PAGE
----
In the case of frequency power law attenuation media with no general analytic solution exist in nonlinear regime for monochromatic progressive waves. Thus, in order to study convergence in this regime, the proposed FDTD solution was compared with the solution obtained by -space methods Treeby et al. (2012). By using same physical and grid parameters in both methods, the solutions agrees for different power laws. Thus, Fig. 11 (top) shows the good agreement for the waveforms measured at and obtained for , where the characteristic asymmetry effect of media with anomalous dispersion (e.g. relaxing, boundary layer effects)Hamilton and Blackstock (1998) is observed: the shock front after the rarefaction phase is followed by a rounded positive compression profile. The spatial distribution for each harmonic is shown in Fig. 11 (bottom), where it is observed that the proposed FDTD solution with optimized attenuation and dispersion converges to the obtained by pseudo-spectral methods up to ten harmonics. As in the case of frequency squared media, grid refinement numerical tests have reported a second order accuracy of the FDTD method in nonlinear regime.

v.4 Nonlinear propagation in tissue-like media including diffraction

v.4.1 Experimental validation

An experiment was designed to test the validity of the algorithm for intense beams in frequency power law attenuation media. The source was formed by a plane single element piezoceramic crystal (PZ 26, Ferroperm Piezoceramics, Denmark) mounted in a custom designed steel housing and a polymethyl methacrylate (PMMA) focusing lens with aperture mm and radius of curvature mm. The source was driven with a sinusoidal pulse burst of frequency MHz and cycles using a function generator (14 bits, 100 MS/s, model PXI5412, National Instruments) and a linear RF amplifier (ENI 1040L, 400W, 55dB, ENI, Rochester, NY). The pressure waveforms were acquired with a HNR 500 m needle PVDF hydrophone (Onda Corp, CA), and a digitizer (64 MS/s, model PXI5620, National Instruments) was used. A three-axis micropositioning system (OWIS GmbH, Germany) was used to move the hydrophone in three orthogonal directions with an accuracy of 10 m. The amplitude frequency response of the hydrophone was compensated in post-processing but not in phase due to the absence of phase calibration for this equipment.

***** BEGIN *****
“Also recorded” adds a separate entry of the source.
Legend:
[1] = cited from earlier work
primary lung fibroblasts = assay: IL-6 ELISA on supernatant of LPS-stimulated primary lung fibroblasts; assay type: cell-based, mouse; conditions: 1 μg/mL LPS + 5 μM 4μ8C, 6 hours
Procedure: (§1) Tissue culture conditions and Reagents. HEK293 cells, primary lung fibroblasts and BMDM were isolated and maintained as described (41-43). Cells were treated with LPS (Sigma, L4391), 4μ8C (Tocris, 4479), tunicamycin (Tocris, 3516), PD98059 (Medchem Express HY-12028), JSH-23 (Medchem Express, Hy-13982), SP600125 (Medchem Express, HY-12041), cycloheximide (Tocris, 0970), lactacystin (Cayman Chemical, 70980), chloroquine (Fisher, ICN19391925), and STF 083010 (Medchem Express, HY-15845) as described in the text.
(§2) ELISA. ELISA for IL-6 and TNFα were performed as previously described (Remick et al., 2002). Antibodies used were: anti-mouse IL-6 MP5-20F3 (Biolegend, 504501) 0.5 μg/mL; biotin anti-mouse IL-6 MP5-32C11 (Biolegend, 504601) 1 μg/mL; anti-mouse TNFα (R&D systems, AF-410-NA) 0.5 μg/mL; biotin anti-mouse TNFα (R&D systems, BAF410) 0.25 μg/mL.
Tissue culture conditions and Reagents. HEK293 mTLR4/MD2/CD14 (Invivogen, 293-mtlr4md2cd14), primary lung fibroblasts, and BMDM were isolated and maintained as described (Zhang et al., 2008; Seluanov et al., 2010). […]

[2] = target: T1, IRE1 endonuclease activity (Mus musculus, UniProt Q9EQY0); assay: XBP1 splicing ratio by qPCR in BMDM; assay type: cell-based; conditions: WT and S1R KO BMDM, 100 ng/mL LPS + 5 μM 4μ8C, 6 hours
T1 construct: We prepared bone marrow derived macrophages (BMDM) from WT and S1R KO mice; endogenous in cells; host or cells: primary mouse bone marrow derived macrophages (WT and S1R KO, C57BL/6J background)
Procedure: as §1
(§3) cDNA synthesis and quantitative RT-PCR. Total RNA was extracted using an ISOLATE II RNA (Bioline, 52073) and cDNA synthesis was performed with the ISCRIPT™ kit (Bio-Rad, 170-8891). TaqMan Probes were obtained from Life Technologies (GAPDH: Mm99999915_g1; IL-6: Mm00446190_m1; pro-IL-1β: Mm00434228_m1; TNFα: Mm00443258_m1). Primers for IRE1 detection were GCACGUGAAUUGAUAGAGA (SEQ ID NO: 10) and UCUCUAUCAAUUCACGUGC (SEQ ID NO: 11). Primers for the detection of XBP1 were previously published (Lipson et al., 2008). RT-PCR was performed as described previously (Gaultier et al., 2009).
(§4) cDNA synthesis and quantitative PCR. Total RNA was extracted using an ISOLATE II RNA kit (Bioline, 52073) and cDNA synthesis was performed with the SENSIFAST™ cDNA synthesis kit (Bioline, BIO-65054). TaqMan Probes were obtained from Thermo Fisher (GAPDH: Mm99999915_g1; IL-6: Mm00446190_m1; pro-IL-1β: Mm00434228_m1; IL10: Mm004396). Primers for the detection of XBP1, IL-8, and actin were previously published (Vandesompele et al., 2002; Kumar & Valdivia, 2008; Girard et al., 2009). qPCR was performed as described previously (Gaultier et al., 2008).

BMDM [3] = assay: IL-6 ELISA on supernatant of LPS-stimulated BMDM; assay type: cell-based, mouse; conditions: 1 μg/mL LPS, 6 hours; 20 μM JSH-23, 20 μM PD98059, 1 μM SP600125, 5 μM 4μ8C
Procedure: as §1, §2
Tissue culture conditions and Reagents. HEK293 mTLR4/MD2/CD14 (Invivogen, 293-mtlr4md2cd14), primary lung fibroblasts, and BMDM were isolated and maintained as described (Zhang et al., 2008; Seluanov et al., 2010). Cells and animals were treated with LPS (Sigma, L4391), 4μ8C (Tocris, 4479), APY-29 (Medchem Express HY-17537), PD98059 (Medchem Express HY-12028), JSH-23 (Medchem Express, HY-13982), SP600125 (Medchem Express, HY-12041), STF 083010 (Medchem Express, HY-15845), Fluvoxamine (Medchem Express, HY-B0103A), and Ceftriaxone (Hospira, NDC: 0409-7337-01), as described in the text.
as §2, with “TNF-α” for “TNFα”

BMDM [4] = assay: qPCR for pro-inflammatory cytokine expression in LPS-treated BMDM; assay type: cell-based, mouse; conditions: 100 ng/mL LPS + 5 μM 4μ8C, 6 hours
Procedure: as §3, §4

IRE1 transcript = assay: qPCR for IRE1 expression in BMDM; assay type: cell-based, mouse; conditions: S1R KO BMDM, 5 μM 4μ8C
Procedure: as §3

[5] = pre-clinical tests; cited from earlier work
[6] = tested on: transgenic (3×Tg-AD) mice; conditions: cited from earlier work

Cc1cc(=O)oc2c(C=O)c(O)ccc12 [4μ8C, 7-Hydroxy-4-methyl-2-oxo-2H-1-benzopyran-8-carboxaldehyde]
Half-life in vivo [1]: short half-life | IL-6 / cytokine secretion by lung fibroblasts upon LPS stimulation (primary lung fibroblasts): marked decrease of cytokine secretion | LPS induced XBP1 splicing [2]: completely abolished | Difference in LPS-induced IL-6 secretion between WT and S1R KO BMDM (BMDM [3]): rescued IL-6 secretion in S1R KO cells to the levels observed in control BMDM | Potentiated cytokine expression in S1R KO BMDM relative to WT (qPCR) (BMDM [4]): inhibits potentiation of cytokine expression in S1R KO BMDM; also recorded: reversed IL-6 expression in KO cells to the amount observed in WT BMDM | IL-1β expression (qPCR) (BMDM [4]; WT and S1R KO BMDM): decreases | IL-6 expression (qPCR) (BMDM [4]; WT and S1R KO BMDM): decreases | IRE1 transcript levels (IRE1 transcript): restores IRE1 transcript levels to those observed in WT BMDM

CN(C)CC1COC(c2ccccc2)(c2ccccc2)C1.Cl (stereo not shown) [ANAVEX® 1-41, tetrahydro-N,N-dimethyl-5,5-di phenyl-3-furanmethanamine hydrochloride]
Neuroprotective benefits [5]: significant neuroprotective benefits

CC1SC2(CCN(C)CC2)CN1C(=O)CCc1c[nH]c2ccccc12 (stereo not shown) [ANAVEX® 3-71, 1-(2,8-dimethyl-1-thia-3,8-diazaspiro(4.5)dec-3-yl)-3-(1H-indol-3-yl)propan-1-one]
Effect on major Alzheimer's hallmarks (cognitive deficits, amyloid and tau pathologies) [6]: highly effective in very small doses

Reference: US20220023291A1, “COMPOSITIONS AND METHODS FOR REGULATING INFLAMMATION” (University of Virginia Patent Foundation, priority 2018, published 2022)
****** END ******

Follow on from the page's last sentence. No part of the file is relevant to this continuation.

The source was completely immersed in a castor oil tank ( mm). We select this frequency power law attenuation media due to the low variability of its acoustic properties along existent literature Liebler et al. (2004); Treeby et al. (2009). Using a sound speed inside the bulk of the lens m/s, and a sound speed of the castor oil of m/s (at 26º C room temperature), the effective lens geometrical focal is estimated as mm, leading to a linear lossless gain of .